Nothing is free: what is the real price of your data on Facebook?

Year: 2017; Author: Mark W. Datysgeld.

To a certain extent, there is already some ongoing discussion about the practice carried out by several companies that provide Internet services of collecting data from their users in a massive manner, with the stated goal of optimizing the display of advertisements and suggestions on their platforms, in order for those to be more aligned with the profile of each costumer. This has become a maxim replicated throughout the network.

Consequently, this allows services like Facebook and Google to ask for a higher fee from advertisers, as they have the valuable ability to connect products that companies want to sell with potential buyers. In theory, this is the compensation received by the service provider in exchange for the product that it offers without monetary cost to its user, which can come in the form of a search portal, social media, email provider, among others.

What is scarcely discussed, however, is what would be a realistic alternative to the model presented by these service providers. Does it exist? Is it the case that the Internet has some innate characteristic that forces the services offered in it to be free, since they would not be attractive to the users if they had a monetary cost? It seems to me that at least a brief analysis of the topic is warranted.

I want to speculate here the option of a paid version of Facebook, totally optional, in which the user's personal data is not used for any purpose other than those explicitly aimed at social interaction. This would also mean that the company could not conduct any of the behavior tests it regularly engages in, such as when in 2014 they manipulated the posts seen by about 700 thousand users so that they were exposed only to sad or happy posts, thus being able to analyze if that changed the emotional state of the people (the answer is yes, there is a direct correlation between what is seen and what is put on the platform).

Our initial question is then: what would be the monetary value necessary for the inclusion of this option to make sense for the company? According to data submitted by Facebook for the US government in November 2017, there is an average profit of US$ 5 per user per quartile – every three months. Users in North America are the outliers, generating US$ 21 per quartile.

This could lead us to imagine that one possible solution would be charging an amount between 5 and 15 dollars universally. Perhaps even better than that, a different value could be contemplated for each region, as is already being practiced by some digital goods stores such as Steam, which instead of charging based on the dollar price of products, take into account the economic profile of each territory. Thus, in Latin America 5 dollars could be paid, while in the Global North some 15 dollars could be payed for the same service.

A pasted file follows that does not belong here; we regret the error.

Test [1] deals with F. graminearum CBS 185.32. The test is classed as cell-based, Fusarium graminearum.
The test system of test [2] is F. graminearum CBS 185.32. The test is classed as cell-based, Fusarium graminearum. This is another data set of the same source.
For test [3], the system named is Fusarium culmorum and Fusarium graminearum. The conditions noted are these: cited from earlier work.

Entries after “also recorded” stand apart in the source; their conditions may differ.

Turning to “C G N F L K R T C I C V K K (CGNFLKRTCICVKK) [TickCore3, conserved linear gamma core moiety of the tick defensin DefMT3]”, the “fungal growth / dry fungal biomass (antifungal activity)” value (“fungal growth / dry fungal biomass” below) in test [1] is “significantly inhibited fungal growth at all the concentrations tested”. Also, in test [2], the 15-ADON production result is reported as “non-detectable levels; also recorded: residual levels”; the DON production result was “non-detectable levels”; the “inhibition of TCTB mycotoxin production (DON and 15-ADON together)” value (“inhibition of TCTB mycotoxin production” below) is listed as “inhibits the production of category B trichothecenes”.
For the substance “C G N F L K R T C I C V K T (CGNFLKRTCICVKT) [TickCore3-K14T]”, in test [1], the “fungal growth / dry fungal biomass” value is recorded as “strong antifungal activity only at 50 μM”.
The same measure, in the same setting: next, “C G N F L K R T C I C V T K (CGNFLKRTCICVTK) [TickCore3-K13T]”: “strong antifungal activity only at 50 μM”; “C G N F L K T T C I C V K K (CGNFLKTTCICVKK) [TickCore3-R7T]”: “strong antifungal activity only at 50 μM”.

Serious problems do exist, however: first, Facebook's flagship product is not the content platform on which users make their posts, but rather the algorithm behind that system. Any qualified programmer can create a social media interface, but it's the way Facebook mines the data of its users and how it resells it that has real value.

Second, auditing the non-use of data for the sake of the paying users would have to be done by an independent third party. Observing that the algorithm used by Facebook is considered by itself to be secret and protected by intellectual property rights, all sorts of controversy would emerge from this conflict of interests, and any restriction imposed by the company could mean a loophole to be exploited to make use of the data anyway.

Finally, people do not seem to have much interest in protecting their data if it involves spending money; I affirm this based on several events and lectures I have already participated in, whether as a speaker or a listener. In 2016, I raised the idea to more than one hundred Latin American high school students during a youth engagement event. Within that key demographic for Facebook, many considered having such an option to be important, but only two or three of the hundred agreed they would pay for it.

As long as a mentality is not developed within society that there is a real and quantifiable monetary value for information pertaining to our behavior, patterns and actions, we will remain without control over this information, as it will continue to appear to the vast majority as a good currency with which to pay for services on the Internet. It is not a question of whether this is or not a valid model, but rather of it being the only model presented, not allowing user autonomy in deciding how to interact with services online.

Originally published in the Portuguese language on the website Portal Agora-TO on December 7, 2017 at the address:
How to cite according to Chicago 17th edition: Datysgeld, Mark William. “Nothing is free: what is the real price of your data on Facebook?”, December 7, 2017. Accessed [Month DD, YYYY].
Internal archival identifier: S-013-EN